TV Series Review: “The Bureau”

A smart, stylish French spy series on iTunes.

“The Bureau” is a French spy TV series (“Le Bureau des Legendes”) on Canal+. The series concerns the daily life and missions of spies within the French Direction générale de la sécurité extérieure or DGSE. The DGSE is the French equivalent of the CIA. Its head office is in the 20th arrondissement of Paris.

Variety reports that the creators of the series had the cooperation of the DGSE and that the DGSE liked the series. The series won Best TV Series from the French Syndicate of Cinema Critics.

The series begins with the return to Paris of French intelligence officer Guillaume “Malotru” Debailly (Mathieu Kassovitz) after six years as an undercover agent in Syria. Guillaume struggles to reconnect with his former life. But after learning that his lover in Syria (Nadia, played by Zineb Triki), is in Paris, Guillaume breaks agency rules and approaches her as the man he was in Damascus: Paul Lefebvre. As Guillaume begins living a double life, he opens himself up (and DGSE) to serious dangers.

I’m about half way through the first season and am enjoying every minute. Henri Duflot (Jean-Pierre Darroussin) portrays the head of the French clandestine service. He’s never himself been an undercover agent and this bothers him because he fears he lacks the respect of his operatives. At the same time, he’s very likable and down-to-earth. He wears garish neckties, which makes him seem more normal. The beautiful Léa Drucker plays a DGSE psychiatrist with a top secret clearance. Marina Loiseau (Sara Giraudeau) portrays a naïve but determined young undercover operative. The acting is first-rate and the spying seems realistic.

It’s available on iTunes. The first episode is free. Two more seasons are on the way. The series is in French with English subtitles.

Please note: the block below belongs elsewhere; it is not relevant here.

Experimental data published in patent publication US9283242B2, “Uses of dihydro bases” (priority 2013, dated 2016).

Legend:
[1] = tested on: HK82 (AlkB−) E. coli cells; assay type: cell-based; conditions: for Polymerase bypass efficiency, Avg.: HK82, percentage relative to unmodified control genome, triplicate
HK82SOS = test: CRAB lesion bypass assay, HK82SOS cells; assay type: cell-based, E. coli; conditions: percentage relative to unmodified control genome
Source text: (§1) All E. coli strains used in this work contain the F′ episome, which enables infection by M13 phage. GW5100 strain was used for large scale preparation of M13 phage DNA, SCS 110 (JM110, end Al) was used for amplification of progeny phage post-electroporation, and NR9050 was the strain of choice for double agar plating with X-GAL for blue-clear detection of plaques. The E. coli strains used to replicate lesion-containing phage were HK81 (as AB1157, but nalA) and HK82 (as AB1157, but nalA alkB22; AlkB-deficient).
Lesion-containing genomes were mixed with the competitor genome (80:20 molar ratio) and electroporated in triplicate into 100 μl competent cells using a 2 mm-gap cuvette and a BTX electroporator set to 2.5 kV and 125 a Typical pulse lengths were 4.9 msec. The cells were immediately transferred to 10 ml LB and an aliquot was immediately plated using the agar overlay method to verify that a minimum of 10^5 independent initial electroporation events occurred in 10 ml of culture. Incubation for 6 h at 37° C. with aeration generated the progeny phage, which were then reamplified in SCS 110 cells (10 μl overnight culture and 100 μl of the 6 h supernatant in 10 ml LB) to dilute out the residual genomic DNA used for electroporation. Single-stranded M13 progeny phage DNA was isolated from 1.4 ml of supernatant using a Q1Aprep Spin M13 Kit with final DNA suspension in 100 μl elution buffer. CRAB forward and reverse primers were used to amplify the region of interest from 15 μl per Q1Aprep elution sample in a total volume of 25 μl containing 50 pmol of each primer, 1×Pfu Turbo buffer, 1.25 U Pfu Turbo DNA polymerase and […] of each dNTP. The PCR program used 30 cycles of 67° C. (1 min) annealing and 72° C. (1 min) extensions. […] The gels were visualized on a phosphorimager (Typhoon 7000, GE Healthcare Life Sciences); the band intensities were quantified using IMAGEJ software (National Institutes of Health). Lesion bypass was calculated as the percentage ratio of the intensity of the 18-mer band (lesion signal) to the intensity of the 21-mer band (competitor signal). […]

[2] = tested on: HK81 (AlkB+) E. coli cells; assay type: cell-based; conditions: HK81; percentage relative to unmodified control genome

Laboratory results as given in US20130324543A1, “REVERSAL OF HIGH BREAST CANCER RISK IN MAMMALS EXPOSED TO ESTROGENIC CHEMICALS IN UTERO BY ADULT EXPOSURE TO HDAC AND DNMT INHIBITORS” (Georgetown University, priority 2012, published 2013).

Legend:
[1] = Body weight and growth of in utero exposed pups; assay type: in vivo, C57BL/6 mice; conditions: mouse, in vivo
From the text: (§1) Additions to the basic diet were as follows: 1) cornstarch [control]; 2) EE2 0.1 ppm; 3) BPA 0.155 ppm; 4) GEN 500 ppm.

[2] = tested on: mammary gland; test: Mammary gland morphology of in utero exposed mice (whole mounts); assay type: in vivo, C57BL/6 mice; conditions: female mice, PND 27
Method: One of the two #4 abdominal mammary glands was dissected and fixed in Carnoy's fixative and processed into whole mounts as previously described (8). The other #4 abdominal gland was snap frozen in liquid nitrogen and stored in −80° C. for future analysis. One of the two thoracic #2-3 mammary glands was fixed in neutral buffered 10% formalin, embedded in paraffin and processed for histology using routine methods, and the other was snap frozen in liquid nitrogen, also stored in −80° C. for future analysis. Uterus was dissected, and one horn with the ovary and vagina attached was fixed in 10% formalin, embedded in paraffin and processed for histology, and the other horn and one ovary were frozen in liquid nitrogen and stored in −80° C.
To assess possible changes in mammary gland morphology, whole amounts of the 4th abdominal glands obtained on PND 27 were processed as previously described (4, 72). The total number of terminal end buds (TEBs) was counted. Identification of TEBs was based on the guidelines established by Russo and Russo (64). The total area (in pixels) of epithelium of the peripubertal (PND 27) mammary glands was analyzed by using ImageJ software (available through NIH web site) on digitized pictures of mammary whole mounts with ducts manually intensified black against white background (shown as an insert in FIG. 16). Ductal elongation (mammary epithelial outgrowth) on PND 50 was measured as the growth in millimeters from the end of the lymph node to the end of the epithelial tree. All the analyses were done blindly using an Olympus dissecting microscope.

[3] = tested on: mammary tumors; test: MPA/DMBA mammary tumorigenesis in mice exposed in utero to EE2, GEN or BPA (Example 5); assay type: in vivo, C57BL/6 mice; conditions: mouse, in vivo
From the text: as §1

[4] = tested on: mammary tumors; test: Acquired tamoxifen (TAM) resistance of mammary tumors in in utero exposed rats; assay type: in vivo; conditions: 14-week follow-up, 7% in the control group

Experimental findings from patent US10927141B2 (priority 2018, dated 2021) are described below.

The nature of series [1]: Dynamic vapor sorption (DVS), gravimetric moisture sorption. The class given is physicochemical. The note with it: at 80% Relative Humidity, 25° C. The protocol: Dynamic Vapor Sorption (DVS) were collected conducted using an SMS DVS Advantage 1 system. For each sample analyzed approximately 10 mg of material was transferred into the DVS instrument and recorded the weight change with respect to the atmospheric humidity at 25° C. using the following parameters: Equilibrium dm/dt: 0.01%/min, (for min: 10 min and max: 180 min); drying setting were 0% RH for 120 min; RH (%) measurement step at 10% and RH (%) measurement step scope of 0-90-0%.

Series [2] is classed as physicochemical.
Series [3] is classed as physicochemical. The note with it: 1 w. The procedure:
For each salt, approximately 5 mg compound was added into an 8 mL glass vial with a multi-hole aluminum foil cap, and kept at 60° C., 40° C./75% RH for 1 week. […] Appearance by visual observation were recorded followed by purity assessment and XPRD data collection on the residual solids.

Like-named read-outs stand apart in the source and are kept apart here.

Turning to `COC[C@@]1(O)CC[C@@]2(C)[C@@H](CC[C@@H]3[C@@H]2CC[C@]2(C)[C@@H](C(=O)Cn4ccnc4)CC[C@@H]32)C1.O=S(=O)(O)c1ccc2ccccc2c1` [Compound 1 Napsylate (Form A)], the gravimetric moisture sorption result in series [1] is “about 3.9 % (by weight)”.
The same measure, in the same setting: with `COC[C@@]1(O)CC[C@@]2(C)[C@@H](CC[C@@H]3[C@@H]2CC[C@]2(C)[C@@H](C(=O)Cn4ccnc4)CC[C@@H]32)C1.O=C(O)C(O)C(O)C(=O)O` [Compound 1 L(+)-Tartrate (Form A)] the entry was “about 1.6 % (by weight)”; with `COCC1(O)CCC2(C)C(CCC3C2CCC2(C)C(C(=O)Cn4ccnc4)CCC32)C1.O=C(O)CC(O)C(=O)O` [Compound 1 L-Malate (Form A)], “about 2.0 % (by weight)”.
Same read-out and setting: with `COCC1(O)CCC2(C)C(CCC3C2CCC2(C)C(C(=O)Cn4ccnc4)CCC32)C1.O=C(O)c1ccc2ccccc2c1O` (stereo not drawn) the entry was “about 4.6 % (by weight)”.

Podcast Review: “Travel with Rick Steves”

Steves’s curiosity and enthusiasm for travel are infectious.

Travel with Rick Steves is a weekly one hour podcast with guest experts and callers about travel, cultures and people. This, in my opinion, is the best travel podcast.

Steves is well-traveled, bright, articulate, positive and most of all curious to learn about the world and the people who inhabit it. Although Steves’s guidebooks and organized tours focus on Europe, the podcast covers the world. Guests include authors and professional guides Steves uses for his tours and guidebooks. The information he provides is timely and accurate. For example, Steves has interviewed great authors such as Paul Theroux and David McCullough.

After listening to the interview of David McCullough, I was really charged up to get out and explore the world, in part because McCullough started his life and explorations in my hometown — Pittsburgh, Pennsylvania. McCullough has written extensively about the United States starting near home with the The Johnstown Flood. He’s also a two-time winner of the Pulitzer Prize and the National Book Award. That’s the caliber of guest Steves can corral. And he does it once a week.

Podcast Review: “Tips for Travellers”

Useful travel tips based on first-hand experience.

Gary Bembridge was born in Zimbabwe but has been based in London since 1987. He has travelled extensively for a quarter of a century. He used to be an executive for multi-national corporations, but since 2012 has been creating the Tips for Travellers podcast. Bembridge travels first-class, often on high-end cruise ships. But you don’t have to travel as he does to benefit from his podcasts. He provides very practical tips on what to see and do in destinations all over the world. Bembridge is candid and as best I can tell is not influenced by sponsors or free travel. Bembridge also has a helpful YouTube channel.